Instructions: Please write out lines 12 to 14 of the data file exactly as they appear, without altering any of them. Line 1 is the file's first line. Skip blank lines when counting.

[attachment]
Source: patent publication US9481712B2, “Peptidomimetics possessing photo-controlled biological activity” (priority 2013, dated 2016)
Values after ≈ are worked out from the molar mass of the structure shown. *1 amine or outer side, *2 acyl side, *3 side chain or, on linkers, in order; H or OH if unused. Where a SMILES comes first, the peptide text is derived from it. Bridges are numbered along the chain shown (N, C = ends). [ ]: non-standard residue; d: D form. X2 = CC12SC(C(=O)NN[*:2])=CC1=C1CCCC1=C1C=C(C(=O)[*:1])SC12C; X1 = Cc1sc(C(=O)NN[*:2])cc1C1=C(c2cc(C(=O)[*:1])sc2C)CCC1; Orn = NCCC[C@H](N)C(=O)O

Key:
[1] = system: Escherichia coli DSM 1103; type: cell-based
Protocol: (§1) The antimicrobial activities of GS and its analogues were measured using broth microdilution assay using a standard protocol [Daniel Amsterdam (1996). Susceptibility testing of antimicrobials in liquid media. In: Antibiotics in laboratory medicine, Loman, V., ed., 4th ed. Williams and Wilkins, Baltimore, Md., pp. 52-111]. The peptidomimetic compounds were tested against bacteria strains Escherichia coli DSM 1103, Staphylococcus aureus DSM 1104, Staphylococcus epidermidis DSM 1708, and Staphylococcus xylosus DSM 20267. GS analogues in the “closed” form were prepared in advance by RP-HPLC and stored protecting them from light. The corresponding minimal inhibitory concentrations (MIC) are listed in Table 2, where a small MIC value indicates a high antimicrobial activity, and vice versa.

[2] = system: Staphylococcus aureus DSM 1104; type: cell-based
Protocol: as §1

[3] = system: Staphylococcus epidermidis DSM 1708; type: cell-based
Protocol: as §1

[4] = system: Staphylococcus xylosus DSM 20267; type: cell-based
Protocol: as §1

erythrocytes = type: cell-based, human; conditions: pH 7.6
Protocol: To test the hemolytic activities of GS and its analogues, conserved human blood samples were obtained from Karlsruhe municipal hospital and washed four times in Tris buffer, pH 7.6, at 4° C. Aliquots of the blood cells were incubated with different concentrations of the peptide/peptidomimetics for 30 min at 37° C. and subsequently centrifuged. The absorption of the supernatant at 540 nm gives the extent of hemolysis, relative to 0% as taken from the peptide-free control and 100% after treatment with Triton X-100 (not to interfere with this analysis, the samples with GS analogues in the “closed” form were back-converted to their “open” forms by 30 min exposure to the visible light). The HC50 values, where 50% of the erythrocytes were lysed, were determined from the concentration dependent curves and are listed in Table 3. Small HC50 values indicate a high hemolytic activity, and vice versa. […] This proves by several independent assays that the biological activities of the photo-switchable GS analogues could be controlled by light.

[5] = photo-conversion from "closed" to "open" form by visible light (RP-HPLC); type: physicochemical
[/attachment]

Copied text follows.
erythrocytes = type: cell-based, human; conditions: pH 7.6
Protocol: To test the hemolytic activities of GS and its analogues, conserved human blood samples were obtained from Karlsruhe municipal hospital and washed four times in Tris buffer, pH 7.6, at 4° C. Aliquots of the blood cells were incubated with different concentrations of the peptide/peptidomimetics for 30 min at 37° C. and subsequently centrifuged. The absorption of the supernatant at 540 nm gives the extent of hemolysis, relative to 0% as taken from the peptide-free control and 100% after treatment with Triton X-100 (not to interfere with this analysis, the samples with GS analogues in the “closed” form were back-converted to their “open” forms by 30 min exposure to the visible light). The HC50 values, where 50% of the erythrocytes were lysed, were determined from the concentration dependent curves and are listed in Table 3. Small HC50 values indicate a high hemolytic activity, and vice versa. […] This proves by several independent assays that the biological activities of the photo-switchable GS analogues could be controlled by light.

[5] = photo-conversion from "closed" to "open" form by visible light (RP-HPLC); type: physicochemical